This sweet filler of many a floral arrangement seems innocent enough, but not so innocuous when it comes to your pet’s digestion.
• Symptoms: Vomiting, diarrhea.

Begonia
This popular garden and container plant is toxic to both dogs and cats. The tubers are the most toxic part.
• Symptoms: Oral irritation, intense burning and irritation of mouth, tongue and lips, excessive drooling, vomiting, difficulty swallowing.

Carnations
The carnation isn’t the most poisonous of the bunch, but it’s ubiquity in floral arrangements makes it one to keep your eye out for.
• Symptoms:  Mild gastrointestinal signs, mild dermatitis.

Castor Bean
Not in everyone’s garden or bouquet, but castor bean plant is a popular landscaping plant used in many parks and public spaces. Watch out for it on those dog walks.
• Symptoms:  abdominal pain, drooling, vomiting, diarrhea, excessive thirst, weakness and loss of appetite. Severe cases of poisoning can result in dehydration, muscle twitching, tremors, seizures, coma and death.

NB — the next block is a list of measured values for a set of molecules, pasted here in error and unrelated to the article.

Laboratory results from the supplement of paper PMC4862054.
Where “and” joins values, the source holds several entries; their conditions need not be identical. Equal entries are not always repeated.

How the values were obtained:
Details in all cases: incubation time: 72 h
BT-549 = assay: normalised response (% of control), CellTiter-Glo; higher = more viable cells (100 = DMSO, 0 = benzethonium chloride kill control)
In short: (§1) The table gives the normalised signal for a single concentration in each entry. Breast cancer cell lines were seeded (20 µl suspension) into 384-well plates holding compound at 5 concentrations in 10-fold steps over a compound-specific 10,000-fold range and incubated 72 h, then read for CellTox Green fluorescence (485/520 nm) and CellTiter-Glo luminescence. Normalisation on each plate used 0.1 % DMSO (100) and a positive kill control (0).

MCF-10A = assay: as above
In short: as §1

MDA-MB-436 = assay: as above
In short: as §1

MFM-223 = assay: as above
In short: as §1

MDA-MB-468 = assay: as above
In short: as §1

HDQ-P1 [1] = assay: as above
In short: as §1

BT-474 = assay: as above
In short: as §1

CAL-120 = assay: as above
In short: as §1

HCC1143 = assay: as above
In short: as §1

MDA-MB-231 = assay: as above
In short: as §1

Chrysanthemum
The smell of chrysanthemum is enough to keep me away, but dogs and cats may still be drawn to it. It’s not likely to cause death, but it is a popular plant and can cause quite a bit of discomfort. In certain cases, depression and loss of coordination may also develop if enough of any part of the plant is consumed.
• Symptoms:  Vomiting, diarrhea, hypersalivation, dermatitis.

Cyclamen
These pretty flowers are popular in the garden and in pots, and they are toxic to both cats and dogs. The highest concentration of the toxic component is typically located in the root portion of the plant.
• Symptoms:  gastrointestinal irritation, including intense vomiting. Fatalities have also been reported in some cases.

Daffodil
Most people aren’t going to let their pet chow down on pretty daffodils, but who knows what may happen when you turn your back. These harbingers of spring are toxic to cats and dogs; the bulbs being the most toxic part.